Super Size Me (part 2)

I’ve changed my mind.


Super Size Me (January 17, 2004)

Release Date: January 17, 2004
Starring: Morgan Spurlock, Daryl Isaacs, Lisa Ganjhu, Stephen Siegel
Genres: Documentary, Comedy, Drama
Runtime: 100 min
Original Title: Super Size Me
Original Film Language: English
Production Companies: Kathbur Pictures, Samuel Goldwyn Films, The Con, Studio On Hudson
Morgan Spurlock subjects himself to a diet based only on McDonald's fast food three times a day for thirty days without exercising to try to prove why so many Americans are fat or obese. He submits himself to a complete check-up by three doctors, comparing his weight along the way, resulting in a scary conclusion.

Cast Super Size Me

  • Morgan Spurlock
  • Role: Himself
  • Daryl Isaacs
  • Role: Himself (as Daryl M. Isaacs MD Internal Medicine)
  • Lisa Ganjhu
  • Role: Herself (as Lisa Ganjhu D.O. Gastroenterologist & Hepatologist)
  • Stephen Siegel
  • Role: Himself (as Steven Siegel MD FACC Cardiologist)
  • Bridget Bennett
  • Role: Herself (as Bridget Bennett R.D.)
  • Eric Rowley
  • Role: Himself, exercise physiologist
  • Mark Fenton
  • Role: Himself, former editor, Walking
  • Alexandra Jamieson
  • Role: Herself - Morgan's Girlfriend (as Healthy Chef Alex)
  • John Banzhaf
  • Role: Himself (as John F. Banzhaf III)
  • David Satcher
  • Role: Himself (as Dr. David Satcher)
  • Lisa Young
  • Role: Herself (as Dr. Lisa Young)
  • Kelly Brownell
  • Role: Himself
  • Jacob Sullum
  • Role: Himself
  • Tommy Thompson
  • Role: Himself
  • William J. Klish
  • Role: Himself

I know this may classify me as a flip-flopper, but I’ve changed my mind.

After renting the Super Size Me DVD last night, and watching the film again as well as the extra features… it’s led me to retract my statement on Morgan Spurlock. The man is hereby no longer a hack.

I realize now that I fell for an old trap in my first review of Super Size Me. I got sucked into the politics of the subject matter instead of simply viewing the film as it is. And judging a film as such is not a concession or endorsement of its views. It’s just looking at the film alone and how well it tells its story.

With that criteria, I really have to say that Super Size Me is a much better film for me now. Regardless of how poorly Morgan handles himself in an interview, his film speaks for itself. To be fair, Michael Moore and Errol Morris represent themselves better off camera. But that still doesn’t render Morgan’s film moot.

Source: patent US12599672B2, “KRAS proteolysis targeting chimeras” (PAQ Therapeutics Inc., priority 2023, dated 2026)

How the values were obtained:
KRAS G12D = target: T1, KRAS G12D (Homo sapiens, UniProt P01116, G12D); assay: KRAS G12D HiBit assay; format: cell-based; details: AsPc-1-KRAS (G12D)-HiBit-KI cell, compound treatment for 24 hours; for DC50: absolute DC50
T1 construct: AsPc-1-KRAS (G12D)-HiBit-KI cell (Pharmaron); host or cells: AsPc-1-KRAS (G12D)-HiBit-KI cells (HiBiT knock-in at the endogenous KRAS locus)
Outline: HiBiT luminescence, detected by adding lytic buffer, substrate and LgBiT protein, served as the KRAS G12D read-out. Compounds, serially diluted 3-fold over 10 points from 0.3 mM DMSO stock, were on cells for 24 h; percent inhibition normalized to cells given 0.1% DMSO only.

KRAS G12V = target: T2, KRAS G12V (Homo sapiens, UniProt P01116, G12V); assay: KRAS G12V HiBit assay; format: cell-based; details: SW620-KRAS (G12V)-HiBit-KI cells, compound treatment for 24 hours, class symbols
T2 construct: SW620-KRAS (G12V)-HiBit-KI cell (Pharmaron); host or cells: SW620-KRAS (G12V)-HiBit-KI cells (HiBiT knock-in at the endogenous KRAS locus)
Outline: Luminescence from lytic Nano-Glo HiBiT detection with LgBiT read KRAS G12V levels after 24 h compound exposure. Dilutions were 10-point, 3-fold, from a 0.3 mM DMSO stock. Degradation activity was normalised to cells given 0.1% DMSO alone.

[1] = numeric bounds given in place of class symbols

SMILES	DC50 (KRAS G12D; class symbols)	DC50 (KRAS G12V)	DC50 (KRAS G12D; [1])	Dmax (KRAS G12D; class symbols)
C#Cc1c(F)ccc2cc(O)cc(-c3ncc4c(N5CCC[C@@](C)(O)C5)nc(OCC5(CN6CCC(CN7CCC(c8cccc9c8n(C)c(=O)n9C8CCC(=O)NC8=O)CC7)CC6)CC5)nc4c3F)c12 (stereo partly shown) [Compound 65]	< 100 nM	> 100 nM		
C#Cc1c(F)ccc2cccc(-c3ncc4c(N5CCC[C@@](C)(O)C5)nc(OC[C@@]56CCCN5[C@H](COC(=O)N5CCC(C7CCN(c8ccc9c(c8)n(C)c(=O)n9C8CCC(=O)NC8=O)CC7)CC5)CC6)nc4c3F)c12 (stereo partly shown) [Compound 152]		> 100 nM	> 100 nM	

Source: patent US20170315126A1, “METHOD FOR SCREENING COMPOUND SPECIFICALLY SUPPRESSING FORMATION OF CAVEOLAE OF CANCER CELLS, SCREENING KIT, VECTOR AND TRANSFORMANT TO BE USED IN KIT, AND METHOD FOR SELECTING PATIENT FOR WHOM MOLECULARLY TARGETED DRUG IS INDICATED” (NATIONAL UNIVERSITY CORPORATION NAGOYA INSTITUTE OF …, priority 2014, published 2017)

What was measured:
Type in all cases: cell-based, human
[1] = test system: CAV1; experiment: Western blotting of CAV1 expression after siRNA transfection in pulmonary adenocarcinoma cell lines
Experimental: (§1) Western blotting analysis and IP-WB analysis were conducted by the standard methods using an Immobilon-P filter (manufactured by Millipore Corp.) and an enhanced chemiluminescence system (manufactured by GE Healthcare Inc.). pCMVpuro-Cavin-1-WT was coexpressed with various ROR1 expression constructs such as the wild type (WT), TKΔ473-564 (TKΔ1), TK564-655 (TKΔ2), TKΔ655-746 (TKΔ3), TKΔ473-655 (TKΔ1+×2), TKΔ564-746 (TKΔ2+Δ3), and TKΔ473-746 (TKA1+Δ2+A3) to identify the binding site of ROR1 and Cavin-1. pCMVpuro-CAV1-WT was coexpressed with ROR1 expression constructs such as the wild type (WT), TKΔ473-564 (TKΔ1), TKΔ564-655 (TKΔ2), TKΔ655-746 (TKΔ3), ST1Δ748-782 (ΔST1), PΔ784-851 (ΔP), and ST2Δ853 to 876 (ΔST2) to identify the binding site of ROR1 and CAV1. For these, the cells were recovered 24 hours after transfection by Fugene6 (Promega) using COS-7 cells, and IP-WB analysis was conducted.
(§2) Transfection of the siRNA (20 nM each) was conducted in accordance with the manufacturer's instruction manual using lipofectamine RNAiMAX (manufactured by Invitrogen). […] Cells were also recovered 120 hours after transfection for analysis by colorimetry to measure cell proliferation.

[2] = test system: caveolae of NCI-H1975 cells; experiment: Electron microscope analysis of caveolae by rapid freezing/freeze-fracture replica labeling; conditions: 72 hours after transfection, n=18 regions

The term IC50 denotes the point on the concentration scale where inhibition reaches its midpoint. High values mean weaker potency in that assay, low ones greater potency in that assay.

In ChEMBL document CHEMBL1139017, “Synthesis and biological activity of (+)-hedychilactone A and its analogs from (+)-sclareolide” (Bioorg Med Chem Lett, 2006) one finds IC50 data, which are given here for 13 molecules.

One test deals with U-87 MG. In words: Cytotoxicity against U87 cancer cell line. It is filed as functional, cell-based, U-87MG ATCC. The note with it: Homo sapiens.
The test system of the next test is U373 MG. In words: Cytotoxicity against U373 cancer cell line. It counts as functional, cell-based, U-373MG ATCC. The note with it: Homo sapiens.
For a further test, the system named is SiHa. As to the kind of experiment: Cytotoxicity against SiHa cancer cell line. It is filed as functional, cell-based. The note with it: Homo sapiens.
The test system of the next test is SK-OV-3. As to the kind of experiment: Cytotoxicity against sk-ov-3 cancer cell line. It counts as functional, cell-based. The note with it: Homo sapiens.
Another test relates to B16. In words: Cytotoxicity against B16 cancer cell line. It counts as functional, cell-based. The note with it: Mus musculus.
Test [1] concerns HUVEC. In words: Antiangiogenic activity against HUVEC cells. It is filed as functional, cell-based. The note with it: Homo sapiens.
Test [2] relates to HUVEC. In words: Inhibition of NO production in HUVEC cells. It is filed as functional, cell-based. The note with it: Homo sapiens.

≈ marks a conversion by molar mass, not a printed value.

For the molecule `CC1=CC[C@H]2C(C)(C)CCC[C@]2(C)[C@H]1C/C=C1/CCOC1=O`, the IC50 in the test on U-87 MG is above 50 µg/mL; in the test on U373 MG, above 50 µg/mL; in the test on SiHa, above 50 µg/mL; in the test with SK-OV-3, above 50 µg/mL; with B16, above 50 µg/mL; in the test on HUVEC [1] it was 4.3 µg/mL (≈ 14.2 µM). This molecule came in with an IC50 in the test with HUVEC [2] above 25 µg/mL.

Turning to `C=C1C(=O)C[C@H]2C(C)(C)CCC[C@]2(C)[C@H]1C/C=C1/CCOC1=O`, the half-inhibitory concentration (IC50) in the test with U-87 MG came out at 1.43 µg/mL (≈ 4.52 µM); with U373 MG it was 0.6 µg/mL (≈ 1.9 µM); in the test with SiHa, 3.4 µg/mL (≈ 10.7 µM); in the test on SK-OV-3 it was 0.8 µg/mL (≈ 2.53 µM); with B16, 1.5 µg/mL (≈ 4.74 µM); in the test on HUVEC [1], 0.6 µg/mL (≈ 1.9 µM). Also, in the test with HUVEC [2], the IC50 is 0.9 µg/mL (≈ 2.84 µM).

His basic points are that:

  1. Americans eat too much fast food, in particular McDonald’s.
  2. Fast food companies are marketing their product an alarming amount, and primarily to children.
  3. There are distinct health risks to eating only fast food for prolonged periods of time with little exercise.

Some of his points begin to teeter on the conspiratorial, but it’s hard to argue against them, given the obesity numbers. And yet Morgan offers a small hint at the possible hypocrisy of litigation against Big Fast Food with a very brief interview of a lawyer that does just that. When probed about why he takes on the big junk food companies, he asks if Morgan wants some noble response. The lawyer trails off, never answering the question.

There’s a very good interview with Eric Schlosser, author of Fast Food Nation, which only appears on the DVD. It’s quite enlightening.

On top of these, the film is very cleverly edited, making the experience a wholly entertaining one.

So there you have it. I’ve changed my mind on the film Super Size Me and bumped it up a star. But I haven’t changed my mind on fast food — I continue to abstain.

One Reply to “Super Size Me (part 2)”

  1. Some of the differences with child obesity rates in US vs EU are: Fast food in general is more expensive. No fast food served at school. Pedal your bike to school ~ no busses: 20 – 60 mins a day on a bike burns a few calories. Likely also less high calorie meals in the evening and more adult supervision towards TV + snacks.

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